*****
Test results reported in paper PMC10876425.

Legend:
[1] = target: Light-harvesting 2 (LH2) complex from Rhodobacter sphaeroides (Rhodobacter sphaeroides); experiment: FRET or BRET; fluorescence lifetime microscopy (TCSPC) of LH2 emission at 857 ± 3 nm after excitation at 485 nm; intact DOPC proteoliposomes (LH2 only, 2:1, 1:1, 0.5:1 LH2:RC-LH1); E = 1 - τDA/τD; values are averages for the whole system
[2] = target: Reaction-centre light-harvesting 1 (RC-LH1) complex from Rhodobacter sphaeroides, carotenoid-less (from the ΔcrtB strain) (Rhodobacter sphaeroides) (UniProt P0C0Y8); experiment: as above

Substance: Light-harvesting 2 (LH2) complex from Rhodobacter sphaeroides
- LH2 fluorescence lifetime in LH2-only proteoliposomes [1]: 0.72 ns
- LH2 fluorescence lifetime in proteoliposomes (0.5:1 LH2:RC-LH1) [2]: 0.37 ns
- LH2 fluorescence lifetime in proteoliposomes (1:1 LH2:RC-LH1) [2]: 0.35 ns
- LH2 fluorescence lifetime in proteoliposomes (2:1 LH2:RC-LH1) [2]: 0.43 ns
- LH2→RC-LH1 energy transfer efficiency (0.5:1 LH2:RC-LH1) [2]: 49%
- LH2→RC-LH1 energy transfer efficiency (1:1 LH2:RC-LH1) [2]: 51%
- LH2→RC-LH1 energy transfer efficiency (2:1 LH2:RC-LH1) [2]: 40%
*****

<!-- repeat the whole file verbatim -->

Test results reported in paper PMC10876425.

Legend:
[1] = target: Light-harvesting 2 (LH2) complex from Rhodobacter sphaeroides (Rhodobacter sphaeroides); experiment: FRET or BRET; fluorescence lifetime microscopy (TCSPC) of LH2 emission at 857 ± 3 nm after excitation at 485 nm; intact DOPC proteoliposomes (LH2 only, 2:1, 1:1, 0.5:1 LH2:RC-LH1); E = 1 - τDA/τD; values are averages for the whole system
[2] = target: Reaction-centre light-harvesting 1 (RC-LH1) complex from Rhodobacter sphaeroides, carotenoid-less (from the ΔcrtB strain) (Rhodobacter sphaeroides) (UniProt P0C0Y8); experiment: as above

Substance: Light-harvesting 2 (LH2) complex from Rhodobacter sphaeroides
- LH2 fluorescence lifetime in LH2-only proteoliposomes [1]: 0.72 ns
- LH2 fluorescence lifetime in proteoliposomes (0.5:1 LH2:RC-LH1) [2]: 0.37 ns
- LH2 fluorescence lifetime in proteoliposomes (1:1 LH2:RC-LH1) [2]: 0.35 ns
- LH2 fluorescence lifetime in proteoliposomes (2:1 LH2:RC-LH1) [2]: 0.43 ns
- LH2→RC-LH1 energy transfer efficiency (0.5:1 LH2:RC-LH1) [2]: 49%
- LH2→RC-LH1 energy transfer efficiency (1:1 LH2:RC-LH1) [2]: 51%
- LH2→RC-LH1 energy transfer efficiency (2:1 LH2:RC-LH1) [2]: 40%